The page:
Doug Colbeth

10/08/2017

Many of the recent questions I have been receiving are about the horrific event in Las Vegas last week. In the media the conversation moves immediately to gun control (mostly) and maybe mental health (but less so). This is unfortunate because Mental Health is a critical issue for our society, but it always seems to take a back seat from a political and media standpoint. 

I believe we will learn this man who committed such a heinous act did not "snap" - as many like to say. In fact, we will likely find he was speaking or displaying bizarre behavior for weeks or months leading up to this horrific event. To those who had not interacted with him prior to the event - it does look like he snapped. However, there is usually a progression of bizarre behavior (or speech) before someone takes violent actions. Strangers will understandably distance themselves from someone acting and or making violent, delusional, or paranoid comments. Family members, co-workers, and even companies become very uncomfortable and often do not know what to do with the person. 

I have personally experienced (over a period of months) the progression of someone moving from depression to psychosis and ultimately to a violent act. It was extremely fortunate no one was badly injured, and the person went on to receive excellent mental health services. 

While the police can't lock someone up who has yet to commit a violent act, I still recommend calling the authorities if you hear someone making any references to violence. Calling authorities can alert family members to more closely monitor the person. In the case of someone with no family nearby, we can at least begin to alert others in the immediate community. This can include community health workers or homeless shelters, since many in the homeless population suffer from untreated mental health conditions.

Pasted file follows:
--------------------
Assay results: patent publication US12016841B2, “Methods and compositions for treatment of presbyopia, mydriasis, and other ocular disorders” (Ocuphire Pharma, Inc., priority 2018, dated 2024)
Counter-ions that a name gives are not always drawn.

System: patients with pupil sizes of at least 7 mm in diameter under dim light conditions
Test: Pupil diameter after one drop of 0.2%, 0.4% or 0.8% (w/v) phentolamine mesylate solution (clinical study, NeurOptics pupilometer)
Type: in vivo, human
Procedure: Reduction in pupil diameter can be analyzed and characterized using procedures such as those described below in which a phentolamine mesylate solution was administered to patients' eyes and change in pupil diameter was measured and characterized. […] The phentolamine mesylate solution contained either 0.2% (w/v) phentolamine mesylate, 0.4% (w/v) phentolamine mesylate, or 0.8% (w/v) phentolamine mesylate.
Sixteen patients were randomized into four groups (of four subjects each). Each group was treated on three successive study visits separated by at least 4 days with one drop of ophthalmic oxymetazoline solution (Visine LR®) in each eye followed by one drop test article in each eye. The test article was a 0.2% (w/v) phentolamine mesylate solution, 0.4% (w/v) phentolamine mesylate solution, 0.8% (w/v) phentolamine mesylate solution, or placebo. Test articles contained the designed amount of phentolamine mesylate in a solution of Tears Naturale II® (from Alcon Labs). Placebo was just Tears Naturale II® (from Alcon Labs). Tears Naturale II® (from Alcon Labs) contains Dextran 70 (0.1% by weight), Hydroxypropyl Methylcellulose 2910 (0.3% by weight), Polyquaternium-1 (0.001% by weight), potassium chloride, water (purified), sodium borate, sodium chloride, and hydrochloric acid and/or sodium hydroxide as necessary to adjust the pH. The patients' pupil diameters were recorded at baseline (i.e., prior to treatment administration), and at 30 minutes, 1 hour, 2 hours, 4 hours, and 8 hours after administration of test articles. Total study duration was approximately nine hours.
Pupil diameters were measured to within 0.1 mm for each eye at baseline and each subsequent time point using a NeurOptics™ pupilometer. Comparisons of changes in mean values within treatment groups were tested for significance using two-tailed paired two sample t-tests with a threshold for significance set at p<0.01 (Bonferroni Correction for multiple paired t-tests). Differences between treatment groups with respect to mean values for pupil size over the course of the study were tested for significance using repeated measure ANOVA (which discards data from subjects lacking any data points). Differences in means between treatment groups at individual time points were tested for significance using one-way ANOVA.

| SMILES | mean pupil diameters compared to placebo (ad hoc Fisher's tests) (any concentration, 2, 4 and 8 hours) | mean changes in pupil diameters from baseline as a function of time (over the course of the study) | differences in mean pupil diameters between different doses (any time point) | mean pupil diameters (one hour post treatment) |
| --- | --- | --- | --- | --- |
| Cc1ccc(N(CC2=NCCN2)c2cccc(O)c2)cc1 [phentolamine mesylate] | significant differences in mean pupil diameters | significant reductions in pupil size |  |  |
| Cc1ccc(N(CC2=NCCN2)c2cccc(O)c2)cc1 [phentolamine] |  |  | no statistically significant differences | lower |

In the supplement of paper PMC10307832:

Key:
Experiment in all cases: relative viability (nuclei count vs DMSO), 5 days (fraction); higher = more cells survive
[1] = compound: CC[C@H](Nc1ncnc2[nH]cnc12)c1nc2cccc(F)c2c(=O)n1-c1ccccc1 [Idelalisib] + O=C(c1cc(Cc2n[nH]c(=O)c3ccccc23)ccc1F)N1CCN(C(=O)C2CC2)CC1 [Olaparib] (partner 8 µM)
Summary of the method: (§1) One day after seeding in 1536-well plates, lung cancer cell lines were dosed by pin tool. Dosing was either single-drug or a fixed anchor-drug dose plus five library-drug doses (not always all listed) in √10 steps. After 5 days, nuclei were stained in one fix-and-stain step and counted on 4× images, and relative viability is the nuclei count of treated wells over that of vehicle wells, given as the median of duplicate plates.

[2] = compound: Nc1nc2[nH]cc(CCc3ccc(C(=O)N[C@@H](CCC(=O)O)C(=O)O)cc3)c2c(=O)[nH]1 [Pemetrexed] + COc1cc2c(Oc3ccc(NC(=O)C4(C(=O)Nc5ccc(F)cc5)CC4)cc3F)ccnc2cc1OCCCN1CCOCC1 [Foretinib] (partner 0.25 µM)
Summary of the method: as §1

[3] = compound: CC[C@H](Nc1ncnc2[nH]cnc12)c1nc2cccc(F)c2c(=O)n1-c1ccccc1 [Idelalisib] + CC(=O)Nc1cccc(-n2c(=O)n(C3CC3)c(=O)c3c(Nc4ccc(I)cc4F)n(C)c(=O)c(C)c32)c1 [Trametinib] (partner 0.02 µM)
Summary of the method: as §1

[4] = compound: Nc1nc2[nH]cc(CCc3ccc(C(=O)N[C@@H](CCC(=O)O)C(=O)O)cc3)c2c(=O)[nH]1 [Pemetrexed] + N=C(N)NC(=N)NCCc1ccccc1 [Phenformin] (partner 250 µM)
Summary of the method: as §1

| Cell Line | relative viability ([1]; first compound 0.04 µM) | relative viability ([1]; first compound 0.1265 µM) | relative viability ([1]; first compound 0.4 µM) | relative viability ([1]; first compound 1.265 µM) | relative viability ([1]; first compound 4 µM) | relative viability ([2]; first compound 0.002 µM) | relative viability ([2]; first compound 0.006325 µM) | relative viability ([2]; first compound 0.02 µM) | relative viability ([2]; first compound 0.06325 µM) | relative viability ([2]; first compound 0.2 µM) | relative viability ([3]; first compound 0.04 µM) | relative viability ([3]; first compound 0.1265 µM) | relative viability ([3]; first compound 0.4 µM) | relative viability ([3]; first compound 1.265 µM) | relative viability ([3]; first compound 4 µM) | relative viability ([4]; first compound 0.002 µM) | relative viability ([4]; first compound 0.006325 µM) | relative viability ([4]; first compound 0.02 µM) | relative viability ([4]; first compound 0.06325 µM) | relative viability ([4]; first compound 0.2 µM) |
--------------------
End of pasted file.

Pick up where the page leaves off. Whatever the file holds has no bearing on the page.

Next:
While I don't expect the average person to approach people speaking in bizarre or violent ways, I have done so more than once. I only do this to hopefully prevent a person from hurting others and/or themselves. I first listen to what will probably make no sense, but it gives me an idea of who to alert. At one of my companies (20 years ago) we had a great employee who was experiencing a severe mental health condition. His behavior was completely different than the person we knew. We immediately alerted his wife and ensured he got excellent medical help beginning at a nearby emergency room. About 10 years ago in downtown Chicago I was confronted by an angry homeless man. I went to a nearby homeless shelter and they came back with me to engage with the young man. Ultimately, they got him to a nearby mental health services organization.

While 99.99% of people suffering from mental health conditions never become violent, I hope someday people become less afraid to take an action when they see extremely bizarre behavior or hear someone speaking violently. In these situations I always suggest engaging professionals right away. Don't play the role of the police or mental health professional. 

Sadly, we are all surrounded each day by many suffering from non-violent - but still serious mental health conditions. Many of the people we encounter each day feel extremely anxious, lonely, and often full of despair. Just a simple "hello" or a "how are you doing today" can go a long way. 

Comment

Find Our Page On The Mighty